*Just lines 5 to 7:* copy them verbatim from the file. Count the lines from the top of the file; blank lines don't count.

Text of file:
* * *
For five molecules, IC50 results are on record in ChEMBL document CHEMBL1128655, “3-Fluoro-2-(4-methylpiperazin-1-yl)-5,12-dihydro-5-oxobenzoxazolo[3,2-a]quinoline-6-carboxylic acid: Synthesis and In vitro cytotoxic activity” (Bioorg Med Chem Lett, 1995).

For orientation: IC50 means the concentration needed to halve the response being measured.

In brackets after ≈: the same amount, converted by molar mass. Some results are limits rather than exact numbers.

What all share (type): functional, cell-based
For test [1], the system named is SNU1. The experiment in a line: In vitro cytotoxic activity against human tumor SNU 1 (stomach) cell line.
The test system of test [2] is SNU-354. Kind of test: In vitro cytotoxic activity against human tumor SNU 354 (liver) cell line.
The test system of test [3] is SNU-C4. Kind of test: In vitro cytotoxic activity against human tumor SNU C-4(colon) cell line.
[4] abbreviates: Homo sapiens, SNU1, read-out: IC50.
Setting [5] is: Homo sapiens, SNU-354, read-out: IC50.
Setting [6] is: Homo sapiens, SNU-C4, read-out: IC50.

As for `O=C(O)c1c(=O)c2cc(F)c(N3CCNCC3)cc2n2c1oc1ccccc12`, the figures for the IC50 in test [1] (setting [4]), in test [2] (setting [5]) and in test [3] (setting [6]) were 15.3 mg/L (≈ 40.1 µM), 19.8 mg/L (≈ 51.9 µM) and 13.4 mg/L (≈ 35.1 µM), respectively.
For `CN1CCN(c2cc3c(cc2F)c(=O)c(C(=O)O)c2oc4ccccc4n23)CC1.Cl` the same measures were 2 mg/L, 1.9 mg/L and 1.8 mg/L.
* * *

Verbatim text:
For test [1], the system named is SNU1. The experiment in a line: In vitro cytotoxic activity against human tumor SNU 1 (stomach) cell line.
The test system of test [2] is SNU-354. Kind of test: In vitro cytotoxic activity against human tumor SNU 354 (liver) cell line.
The test system of test [3] is SNU-C4. Kind of test: In vitro cytotoxic activity against human tumor SNU C-4(colon) cell line.